Solo 104(k) Retirement Plan
Retirement plans

Solo 401(k)

An easy plan option designed to help owner-only employers save for retirement.


Even the smallest businesses need to implement a retirement plan. The Invesco Solo 401(k) offers a high-value, low-cost retirement plan solution that allows solo business owners to maximize their retirement contributions in a tax-advantaged way. This plan option offers greater savings potential than other small business retirement plan solutions. Turn to Invesco for resources and support to help you get more out of your retirement.

Retirement plans compared

The Solo 401(k) plan allows the greatest savings potential at every income level, with very manageable administrative requirements.




Solo 401(k)²

















Chart assumptions for 2023: In a SIMPLE IRA, the maximum annual contribution a business owner can make is a $15,500 deferral plus a 3% matching contribution based on annual compensation. In a SEP IRA, the maximum annual contribution a business owner can make is 25% of annual compensation, up to $66,000. With a Solo 401(k), the maximum annual tax-deductible contribution a business owner can make is 25% of income (20% for self-employment income) plus an additional $22,500 in deferrals. Overall limits cannot exceed the lesser of 100% of income up to $66,000. The calculations in the above chart are based on an incorporated business making the maximum allowable tax-deductible contribution of 25% and doesn't include catch-up contributions. Employee catch-up contributions are permitted at age 50. SIMPLE IRA employees can contribute an additional $3,000 pretax, while Solo 401(k) participants can contribute an additional $7,500 as traditional pretax and/or Roth after-tax deferrals.


Solo 401(k) plan summary

The Invesco Solo 401(k) plan is designed for a business that:

  • Is an owner-only corporation, partnership, or sole proprietorship.
  • Employs only the owner or the owner and a spouse.

Ideal employers:

  • Home businesses
  • Doctors/attorneys
  • Brokers
  • Real estate agents
  • Shop owners
  • Consultants
  • Freelancers/gig workers
  • Board members
  • Insurance agents
  • Social media influencers

Plan establishment and funding deadlines:

  • December 31 for plans seeking to make salary deferrals
  • Tax filing deadline plus extension for plans seeking to make a tax-deductible profit sharing contribution for the applicable tax filing year
  • Instructional video for completing the Plan Establishment Kit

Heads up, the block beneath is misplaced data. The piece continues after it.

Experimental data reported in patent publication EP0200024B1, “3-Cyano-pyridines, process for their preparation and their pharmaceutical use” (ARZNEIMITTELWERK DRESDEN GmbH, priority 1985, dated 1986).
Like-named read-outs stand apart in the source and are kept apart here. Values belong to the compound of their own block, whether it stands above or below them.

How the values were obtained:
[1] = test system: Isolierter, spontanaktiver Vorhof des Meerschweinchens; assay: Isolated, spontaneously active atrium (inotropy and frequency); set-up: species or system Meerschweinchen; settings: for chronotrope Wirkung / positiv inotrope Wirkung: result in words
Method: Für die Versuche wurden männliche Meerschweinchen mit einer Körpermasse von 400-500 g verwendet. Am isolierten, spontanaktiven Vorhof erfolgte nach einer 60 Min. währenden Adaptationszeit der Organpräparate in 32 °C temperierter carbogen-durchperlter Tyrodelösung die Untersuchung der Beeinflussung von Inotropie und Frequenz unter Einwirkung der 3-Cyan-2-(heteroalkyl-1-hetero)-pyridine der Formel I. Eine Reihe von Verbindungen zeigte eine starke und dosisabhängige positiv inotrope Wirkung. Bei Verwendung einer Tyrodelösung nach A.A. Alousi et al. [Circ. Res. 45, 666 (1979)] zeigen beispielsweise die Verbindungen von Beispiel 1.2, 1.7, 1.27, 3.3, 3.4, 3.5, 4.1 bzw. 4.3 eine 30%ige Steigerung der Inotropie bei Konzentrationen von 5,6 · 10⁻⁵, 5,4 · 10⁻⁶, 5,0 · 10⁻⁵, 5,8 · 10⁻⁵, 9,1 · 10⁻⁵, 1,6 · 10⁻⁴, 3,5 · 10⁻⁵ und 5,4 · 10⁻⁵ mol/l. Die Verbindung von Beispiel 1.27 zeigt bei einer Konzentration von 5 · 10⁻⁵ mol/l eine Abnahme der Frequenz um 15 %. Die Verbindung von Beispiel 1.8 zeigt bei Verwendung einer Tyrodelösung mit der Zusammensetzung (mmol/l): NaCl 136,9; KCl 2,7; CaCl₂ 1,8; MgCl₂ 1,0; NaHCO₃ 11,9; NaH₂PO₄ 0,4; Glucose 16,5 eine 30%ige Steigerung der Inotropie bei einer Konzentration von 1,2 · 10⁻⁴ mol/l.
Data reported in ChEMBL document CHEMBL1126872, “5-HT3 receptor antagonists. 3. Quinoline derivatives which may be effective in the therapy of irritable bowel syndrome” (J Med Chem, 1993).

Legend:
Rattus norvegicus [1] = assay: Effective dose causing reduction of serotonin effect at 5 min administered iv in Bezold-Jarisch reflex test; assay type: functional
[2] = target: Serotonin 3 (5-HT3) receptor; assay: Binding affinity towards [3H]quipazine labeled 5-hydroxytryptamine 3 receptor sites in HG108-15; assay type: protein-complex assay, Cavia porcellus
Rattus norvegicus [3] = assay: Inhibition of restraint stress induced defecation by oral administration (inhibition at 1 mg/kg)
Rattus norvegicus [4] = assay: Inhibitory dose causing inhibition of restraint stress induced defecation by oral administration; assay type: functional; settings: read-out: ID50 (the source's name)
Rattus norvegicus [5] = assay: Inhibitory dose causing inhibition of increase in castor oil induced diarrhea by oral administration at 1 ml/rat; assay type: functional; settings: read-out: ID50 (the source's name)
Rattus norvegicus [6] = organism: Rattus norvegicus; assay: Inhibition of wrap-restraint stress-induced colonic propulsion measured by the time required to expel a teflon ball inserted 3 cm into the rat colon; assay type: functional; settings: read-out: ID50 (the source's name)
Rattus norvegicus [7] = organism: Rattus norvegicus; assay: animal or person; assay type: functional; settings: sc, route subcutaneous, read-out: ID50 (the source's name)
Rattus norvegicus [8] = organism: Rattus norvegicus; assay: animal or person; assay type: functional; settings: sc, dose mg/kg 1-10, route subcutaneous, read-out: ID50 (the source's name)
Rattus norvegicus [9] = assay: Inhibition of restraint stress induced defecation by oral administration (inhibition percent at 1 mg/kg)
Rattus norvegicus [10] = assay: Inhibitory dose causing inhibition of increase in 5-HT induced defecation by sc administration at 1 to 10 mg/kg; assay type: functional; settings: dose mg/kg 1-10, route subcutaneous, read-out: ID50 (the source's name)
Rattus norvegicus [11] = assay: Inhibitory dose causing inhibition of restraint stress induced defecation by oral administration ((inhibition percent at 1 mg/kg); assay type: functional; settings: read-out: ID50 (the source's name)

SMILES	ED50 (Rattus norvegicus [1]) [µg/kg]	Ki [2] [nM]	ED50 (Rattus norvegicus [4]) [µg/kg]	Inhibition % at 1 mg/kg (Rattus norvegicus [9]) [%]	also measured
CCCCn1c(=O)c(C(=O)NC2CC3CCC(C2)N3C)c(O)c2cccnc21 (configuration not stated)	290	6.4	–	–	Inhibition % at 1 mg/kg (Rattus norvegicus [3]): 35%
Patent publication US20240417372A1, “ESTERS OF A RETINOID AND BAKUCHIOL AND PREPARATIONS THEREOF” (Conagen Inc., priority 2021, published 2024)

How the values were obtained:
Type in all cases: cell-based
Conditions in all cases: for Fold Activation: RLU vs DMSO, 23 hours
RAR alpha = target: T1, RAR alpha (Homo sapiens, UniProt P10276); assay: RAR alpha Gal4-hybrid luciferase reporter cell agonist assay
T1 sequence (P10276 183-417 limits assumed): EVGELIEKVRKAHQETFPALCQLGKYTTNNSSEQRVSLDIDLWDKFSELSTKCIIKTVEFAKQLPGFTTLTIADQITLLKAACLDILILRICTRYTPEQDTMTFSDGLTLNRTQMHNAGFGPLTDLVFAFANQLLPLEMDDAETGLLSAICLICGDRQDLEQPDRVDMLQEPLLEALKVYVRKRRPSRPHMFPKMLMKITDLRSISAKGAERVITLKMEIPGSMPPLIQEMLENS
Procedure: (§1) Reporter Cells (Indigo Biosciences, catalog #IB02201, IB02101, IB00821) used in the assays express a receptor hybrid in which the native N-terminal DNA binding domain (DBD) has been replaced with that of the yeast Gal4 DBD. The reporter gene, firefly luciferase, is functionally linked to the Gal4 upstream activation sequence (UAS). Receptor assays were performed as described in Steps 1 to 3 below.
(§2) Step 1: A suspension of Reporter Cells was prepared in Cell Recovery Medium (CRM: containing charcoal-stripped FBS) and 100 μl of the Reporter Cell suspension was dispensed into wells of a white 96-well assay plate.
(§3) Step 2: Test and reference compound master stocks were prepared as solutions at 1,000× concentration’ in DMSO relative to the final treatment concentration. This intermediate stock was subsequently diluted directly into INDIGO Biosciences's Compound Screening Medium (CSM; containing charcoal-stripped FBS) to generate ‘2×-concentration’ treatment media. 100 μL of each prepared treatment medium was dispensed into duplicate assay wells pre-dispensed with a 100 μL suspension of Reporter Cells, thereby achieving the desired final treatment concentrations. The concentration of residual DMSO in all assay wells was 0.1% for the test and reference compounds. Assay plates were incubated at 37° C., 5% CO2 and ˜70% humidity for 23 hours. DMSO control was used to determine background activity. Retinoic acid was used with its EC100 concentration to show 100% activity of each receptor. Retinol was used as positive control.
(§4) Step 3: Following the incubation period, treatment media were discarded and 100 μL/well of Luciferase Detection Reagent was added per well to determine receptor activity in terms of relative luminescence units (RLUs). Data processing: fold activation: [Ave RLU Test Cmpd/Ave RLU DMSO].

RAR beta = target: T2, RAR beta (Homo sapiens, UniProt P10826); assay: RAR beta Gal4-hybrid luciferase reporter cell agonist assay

• An annual retirement account maintenance fee of $30 is paid by the participant for balances under $50,000. The fee is waived for balances of $50,000 and over.3
  • Loans4 have a one-time initiation fee of $75 but no ongoing maintenance fee.

Solo 401(k) plan features

The advantages of a large company’s retirement plan without the complexity.

This plan type provides flexibility and the highest savings potential at a low cost. Save using salary deferrals and employer contributions (limits provided are for 2023 and indexed for inflation):

  • Salary deferrals are permitted as either traditional 401(k) (pretax) contributions, Roth 401(k) (after-tax) contributions, or both, for a maximum of $22,500 (or the lesser of 100% of compensation).
  • Employer profit sharing contribution of up to 25% of compensation5 is permitted.
  • Combined salary deferral and employer contributions cannot exceed $66,000 for participants under age 50.
  • An additional $7,500 in catch-up contributions is available at age 50 for an overall maximum of $73,500. Catch-up contributions can be traditional and/or Roth 401(k).

Create drawdown strategies with tax-free assets. Like a Roth IRA, contributed amounts are already taxed, but unlike the Roth IRA, the employee has greater savings potential and no eligibility requirements. Tax-free earnings are accessible five years from the first contribution and when a triggering event occurs, such as age 59½, disability, or death.

Have peace of mind when saving. Working with a financial professional to understand your retirement and non-retirement options can help you make an informed decision. Options include:

  • Loans: You may borrow up to 50% of your retirement account balance or $50,000, whichever is less. The minimum loan amount is $1,000.